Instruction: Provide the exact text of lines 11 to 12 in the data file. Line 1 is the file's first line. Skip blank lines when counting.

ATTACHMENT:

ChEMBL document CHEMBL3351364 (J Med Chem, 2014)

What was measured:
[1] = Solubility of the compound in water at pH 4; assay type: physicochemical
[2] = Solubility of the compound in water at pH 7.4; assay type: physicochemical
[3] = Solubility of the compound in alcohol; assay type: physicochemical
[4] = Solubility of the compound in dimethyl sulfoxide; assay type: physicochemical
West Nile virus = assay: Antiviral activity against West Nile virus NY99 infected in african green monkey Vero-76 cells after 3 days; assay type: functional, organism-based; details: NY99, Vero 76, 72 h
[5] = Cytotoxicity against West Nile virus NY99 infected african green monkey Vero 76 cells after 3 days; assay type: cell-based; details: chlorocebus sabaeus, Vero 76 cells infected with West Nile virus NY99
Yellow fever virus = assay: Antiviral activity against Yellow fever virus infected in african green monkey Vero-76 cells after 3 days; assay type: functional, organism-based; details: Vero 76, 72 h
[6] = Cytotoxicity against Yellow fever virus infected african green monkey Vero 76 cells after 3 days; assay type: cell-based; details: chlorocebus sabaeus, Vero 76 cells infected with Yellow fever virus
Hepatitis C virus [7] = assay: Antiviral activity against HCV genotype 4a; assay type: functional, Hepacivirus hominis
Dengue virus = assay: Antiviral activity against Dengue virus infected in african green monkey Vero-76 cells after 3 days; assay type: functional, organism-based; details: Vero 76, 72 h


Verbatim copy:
Hepatitis C virus [7] = assay: Antiviral activity against HCV genotype 4a; assay type: functional, Hepacivirus hominis
Dengue virus = assay: Antiviral activity against Dengue virus infected in african green monkey Vero-76 cells after 3 days; assay type: functional, organism-based; details: Vero 76, 72 h